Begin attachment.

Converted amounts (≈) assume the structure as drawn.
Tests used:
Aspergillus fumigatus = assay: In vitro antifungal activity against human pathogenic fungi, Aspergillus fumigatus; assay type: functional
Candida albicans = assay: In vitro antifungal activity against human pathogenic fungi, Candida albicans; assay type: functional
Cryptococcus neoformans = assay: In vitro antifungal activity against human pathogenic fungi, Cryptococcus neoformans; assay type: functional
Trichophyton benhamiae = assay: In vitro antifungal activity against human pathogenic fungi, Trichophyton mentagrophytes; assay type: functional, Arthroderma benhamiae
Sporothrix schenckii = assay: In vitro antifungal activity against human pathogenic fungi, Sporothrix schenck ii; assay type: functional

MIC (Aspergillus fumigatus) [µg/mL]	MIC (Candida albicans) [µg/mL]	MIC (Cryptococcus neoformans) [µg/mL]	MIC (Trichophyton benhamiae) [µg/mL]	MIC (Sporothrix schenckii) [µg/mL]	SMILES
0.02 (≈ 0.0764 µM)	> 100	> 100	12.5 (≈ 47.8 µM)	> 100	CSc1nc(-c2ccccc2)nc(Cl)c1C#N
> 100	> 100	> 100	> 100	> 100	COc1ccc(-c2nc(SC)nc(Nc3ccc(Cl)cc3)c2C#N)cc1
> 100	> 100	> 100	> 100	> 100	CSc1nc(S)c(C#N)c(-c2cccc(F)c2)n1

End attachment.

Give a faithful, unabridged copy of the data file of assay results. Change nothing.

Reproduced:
Converted amounts (≈) assume the structure as drawn.
Tests used:
Aspergillus fumigatus = assay: In vitro antifungal activity against human pathogenic fungi, Aspergillus fumigatus; assay type: functional
Candida albicans = assay: In vitro antifungal activity against human pathogenic fungi, Candida albicans; assay type: functional
Cryptococcus neoformans = assay: In vitro antifungal activity against human pathogenic fungi, Cryptococcus neoformans; assay type: functional
Trichophyton benhamiae = assay: In vitro antifungal activity against human pathogenic fungi, Trichophyton mentagrophytes; assay type: functional, Arthroderma benhamiae
Sporothrix schenckii = assay: In vitro antifungal activity against human pathogenic fungi, Sporothrix schenck ii; assay type: functional

MIC (Aspergillus fumigatus) [µg/mL]	MIC (Candida albicans) [µg/mL]	MIC (Cryptococcus neoformans) [µg/mL]	MIC (Trichophyton benhamiae) [µg/mL]	MIC (Sporothrix schenckii) [µg/mL]	SMILES
0.02 (≈ 0.0764 µM)	> 100	> 100	12.5 (≈ 47.8 µM)	> 100	CSc1nc(-c2ccccc2)nc(Cl)c1C#N
> 100	> 100	> 100	> 100	> 100	COc1ccc(-c2nc(SC)nc(Nc3ccc(Cl)cc3)c2C#N)cc1
> 100	> 100	> 100	> 100	> 100	CSc1nc(S)c(C#N)c(-c2cccc(F)c2)n1